- Lifespan Board of Directors
- Our Mission
- Lifespan Careers
- Lifespan Executive Leadership
- Lifespan and The Warren Alpert Medical School of Brown University
- Lifespan Facts & Statistics
- Lifespan Reports
- Research at Lifespan
- Lifespan Community Affairs
- Giving at Lifespan
- Lifespan Purchasing
- Media Inquiries
- Patient Privacy
- Lifespan Health Alliance ACO
These Internships Change Lives, Lead to Health Care Jobs
Lifespan's support of Year Up Providence helps young adults get on career track through internships
Growing up in Central Falls and North Providence, the son of Hispanic immigrants, Daniel Cordero dreamed of becoming a doctor. But reality, long nipping at his heels, finally tripped him up.
Meanwhile, Dominique Fernandez was bouncing around too, shuttling between family members’ apartments in Providence as well as Taunton and Brockton, Massachusetts.
It was a struggle that began when she was born addicted to crack.
Lifespan's partnership with Year Up Providence provides disadvantaged urban youths with six-month internships in information technology and health services which often lead to permanent, full-time jobs with the state's largest health system and employer.
Watch the video.
Fortunately, Cordero and Fernandez, now in their 20s, discovered Year Up Providence and secured internships with Lifespan – one of the job training program's biggest supporters. That led to full-time, permanent information technology jobs at Lifespan for both of them.
"It's because of Lifespan and Year Up where I am today," says Cordero, who for the past two years has served as a field operations technician in network services and has gone back to college to pursue becoming a medical practitioner.
Fernandez, who has worked in network services for nearly six years, expresses similar feelings.
"My life was going completely downhill," she says. Without the Year Up internship at Lifespan, "I honestly don't know what my life would be like."
From a Shelter to a Job and a Place of her Own
Dominique Fernandez, 26, has a quiet yet confident way about her. It can mask the doubts and fears she's felt on her career path and the personal challenges she has faced. Her story is so remarkable that she once was invited to address a Year Up audience.
Couch Surfing to Computer Troubleshooting
Daniel Cordero, whose parents are from Mexico and Guatemala, was born in Los Angeles. His mother brought him to Rhode Island when he was four. Cordero spent so much time helping care for his two sisters that he was absent from North Providence High School 200 days and almost didn't graduate.
Lifespan started supporting Year Up Providence soon after the national job training organization began in Providence in 2005. A national organization, Year Up’s goal is to help disadvantaged young urban adults get on career tracks. Lifespan enthusiastically committed financial resources to Year Up. It also joined other partners in offering half-year internships to Year Up participants following their mandatory completion of six months of technical and professional skills training.
Since then, Lifespan has brought aboard more than 60 Year Up interns. While some have capitalized on their experience by landing jobs elsewhere, most – 53 at last count – have been hired by Lifespan. The partnership has proven so successful that in 2017 Lifespan collaborated with Year Up to create a new internship tracked called "health care operations" focused on preparing interns for careers in medical financial services and coding. Lifespan hired all but one of the first wave of these interns it took on.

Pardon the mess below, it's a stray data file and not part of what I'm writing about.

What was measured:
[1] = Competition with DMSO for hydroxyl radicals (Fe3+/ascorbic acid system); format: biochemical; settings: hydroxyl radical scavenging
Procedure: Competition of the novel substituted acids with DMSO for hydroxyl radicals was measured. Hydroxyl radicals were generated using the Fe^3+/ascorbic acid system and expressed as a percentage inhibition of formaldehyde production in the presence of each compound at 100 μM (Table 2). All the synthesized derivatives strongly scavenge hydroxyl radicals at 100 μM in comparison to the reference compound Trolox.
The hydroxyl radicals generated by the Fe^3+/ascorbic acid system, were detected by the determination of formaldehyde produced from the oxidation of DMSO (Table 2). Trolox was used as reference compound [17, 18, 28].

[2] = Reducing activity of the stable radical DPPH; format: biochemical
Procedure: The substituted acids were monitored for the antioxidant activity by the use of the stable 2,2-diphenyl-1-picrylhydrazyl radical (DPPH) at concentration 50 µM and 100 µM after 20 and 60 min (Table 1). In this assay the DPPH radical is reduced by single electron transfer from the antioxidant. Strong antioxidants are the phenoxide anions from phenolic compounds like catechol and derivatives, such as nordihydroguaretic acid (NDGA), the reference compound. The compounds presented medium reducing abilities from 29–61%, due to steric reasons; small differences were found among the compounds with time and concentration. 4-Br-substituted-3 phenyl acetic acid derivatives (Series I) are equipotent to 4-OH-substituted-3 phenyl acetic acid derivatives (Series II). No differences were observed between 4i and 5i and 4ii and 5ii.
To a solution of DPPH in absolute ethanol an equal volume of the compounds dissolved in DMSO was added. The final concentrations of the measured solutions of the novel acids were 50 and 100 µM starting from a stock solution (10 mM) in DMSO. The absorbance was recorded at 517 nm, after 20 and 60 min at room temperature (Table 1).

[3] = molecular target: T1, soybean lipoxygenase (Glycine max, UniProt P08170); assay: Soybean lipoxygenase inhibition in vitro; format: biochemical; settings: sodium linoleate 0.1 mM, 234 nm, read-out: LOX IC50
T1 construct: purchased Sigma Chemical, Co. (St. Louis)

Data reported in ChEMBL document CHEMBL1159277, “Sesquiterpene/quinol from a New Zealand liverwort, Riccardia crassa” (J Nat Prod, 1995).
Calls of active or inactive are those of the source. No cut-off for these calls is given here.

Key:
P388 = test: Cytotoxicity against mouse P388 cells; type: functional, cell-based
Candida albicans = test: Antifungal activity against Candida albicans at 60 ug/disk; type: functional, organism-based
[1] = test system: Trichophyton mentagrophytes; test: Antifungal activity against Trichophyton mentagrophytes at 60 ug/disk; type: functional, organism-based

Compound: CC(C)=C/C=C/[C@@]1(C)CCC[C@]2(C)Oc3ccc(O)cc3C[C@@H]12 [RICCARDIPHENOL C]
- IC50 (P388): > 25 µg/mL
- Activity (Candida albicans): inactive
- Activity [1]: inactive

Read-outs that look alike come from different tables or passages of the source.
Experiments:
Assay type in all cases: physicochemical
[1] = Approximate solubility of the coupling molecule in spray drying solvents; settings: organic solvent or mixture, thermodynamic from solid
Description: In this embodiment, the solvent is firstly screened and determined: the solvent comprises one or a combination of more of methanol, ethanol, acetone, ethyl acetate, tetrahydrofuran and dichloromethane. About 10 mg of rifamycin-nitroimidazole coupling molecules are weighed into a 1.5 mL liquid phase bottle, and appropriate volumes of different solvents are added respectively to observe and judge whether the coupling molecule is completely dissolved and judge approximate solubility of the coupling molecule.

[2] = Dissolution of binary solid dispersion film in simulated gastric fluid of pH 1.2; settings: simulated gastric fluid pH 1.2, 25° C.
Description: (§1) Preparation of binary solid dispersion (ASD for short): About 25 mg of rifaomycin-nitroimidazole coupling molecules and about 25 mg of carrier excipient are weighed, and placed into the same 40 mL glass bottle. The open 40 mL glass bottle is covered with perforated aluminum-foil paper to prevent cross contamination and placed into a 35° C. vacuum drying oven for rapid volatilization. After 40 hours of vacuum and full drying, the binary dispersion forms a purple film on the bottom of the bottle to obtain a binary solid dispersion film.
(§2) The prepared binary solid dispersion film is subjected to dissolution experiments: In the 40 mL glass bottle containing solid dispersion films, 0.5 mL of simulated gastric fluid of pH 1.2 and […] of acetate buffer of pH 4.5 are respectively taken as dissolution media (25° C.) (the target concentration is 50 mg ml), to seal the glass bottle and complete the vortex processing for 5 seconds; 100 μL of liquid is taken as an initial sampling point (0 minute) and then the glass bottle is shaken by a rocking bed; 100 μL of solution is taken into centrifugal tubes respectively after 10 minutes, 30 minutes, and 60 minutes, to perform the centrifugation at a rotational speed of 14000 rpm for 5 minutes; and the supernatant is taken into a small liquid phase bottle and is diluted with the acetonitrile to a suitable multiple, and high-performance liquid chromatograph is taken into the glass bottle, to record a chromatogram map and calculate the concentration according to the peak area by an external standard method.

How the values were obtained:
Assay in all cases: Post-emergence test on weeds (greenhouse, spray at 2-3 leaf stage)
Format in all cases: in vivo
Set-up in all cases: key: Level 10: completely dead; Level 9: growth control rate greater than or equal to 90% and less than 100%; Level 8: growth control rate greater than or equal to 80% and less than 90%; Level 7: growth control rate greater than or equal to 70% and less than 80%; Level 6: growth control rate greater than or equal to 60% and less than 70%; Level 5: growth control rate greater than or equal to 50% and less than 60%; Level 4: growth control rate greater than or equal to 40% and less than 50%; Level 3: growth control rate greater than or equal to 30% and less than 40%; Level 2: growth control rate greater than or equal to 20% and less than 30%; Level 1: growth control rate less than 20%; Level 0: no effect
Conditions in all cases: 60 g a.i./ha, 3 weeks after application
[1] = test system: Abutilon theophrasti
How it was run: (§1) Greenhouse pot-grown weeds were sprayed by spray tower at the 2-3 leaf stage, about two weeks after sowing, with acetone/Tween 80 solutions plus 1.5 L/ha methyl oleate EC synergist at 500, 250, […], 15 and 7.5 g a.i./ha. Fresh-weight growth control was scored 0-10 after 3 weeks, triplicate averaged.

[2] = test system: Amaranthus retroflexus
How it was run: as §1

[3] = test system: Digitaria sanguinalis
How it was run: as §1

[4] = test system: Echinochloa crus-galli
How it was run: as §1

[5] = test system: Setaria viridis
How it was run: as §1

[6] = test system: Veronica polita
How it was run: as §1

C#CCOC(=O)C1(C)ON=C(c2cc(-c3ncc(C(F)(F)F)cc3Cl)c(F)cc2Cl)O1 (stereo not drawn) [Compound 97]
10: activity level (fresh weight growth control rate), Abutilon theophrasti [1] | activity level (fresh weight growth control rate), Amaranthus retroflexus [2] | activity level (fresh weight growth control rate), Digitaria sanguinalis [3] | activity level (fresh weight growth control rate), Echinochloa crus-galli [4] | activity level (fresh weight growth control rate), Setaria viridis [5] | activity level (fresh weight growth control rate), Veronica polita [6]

"We need to have representation that is reflective of our communities," says Lisa Abbott, senior vice president of human services for Lifespan. Year Up students "are multicultural and live in our communities. I think that helps everybody.”
Lisa Abbott, senior vice president of human services for Lifespan, says that when she took on her position a couple of years ago, Lifespan's CEO told her “I want you involved in Year Up because it’s important to me.” Having taken a seat on Year Up's board of directors, she now sees the immense value of Year Up, both to the students and the companies involved in Year Up.
Abbott also sees Year Up as another valuable way for Lifespan to enhance efforts to recruit employees with diverse backgrounds.
When it comes to financial services and patient registration, "we need to have representation that is reflective of our communities," she says. Year Up students "are multicultural and live in our communities. I think that helps everybody.”
She adds that many of the interns come from the most challenging of circumstances and manage to succeed, which, she says, “speaks volumes about their grit and tenacity.” She adds, “If we have vacancies, we know these kids have been working hard and have been trained by us and inculcated in our values. Who wouldn't want all of that in their workforce?"
As Lifespan's manager of information services, Jeffrey Berube has supervised interns in Year Up's IT track since 2006. He's hired more than half a dozen of Year Up graduates for permanent jobs.
"What I've found is that the people we get through Year Up are no different than anybody else. They just want to do well in life, but oftentimes they just don't have that opportunity afforded to them," he says. "Year Up gives them that opportunity and puts them in a position where they can show their skills and impress people."
"A fantastic example of a partner with vision"
Cathy Doyle, Year Up Providence’s executive director, applauds Lifespan’s commitment to Year Up.
“To achieve the results Year Up is known for, we need continued innovation and partners who get it,” said Doyle. “Year Up Providence has lead our national organization with excellence for more than a decade and Lifespan is a fantastic example of a partner with vision and the same commitment to excellence.”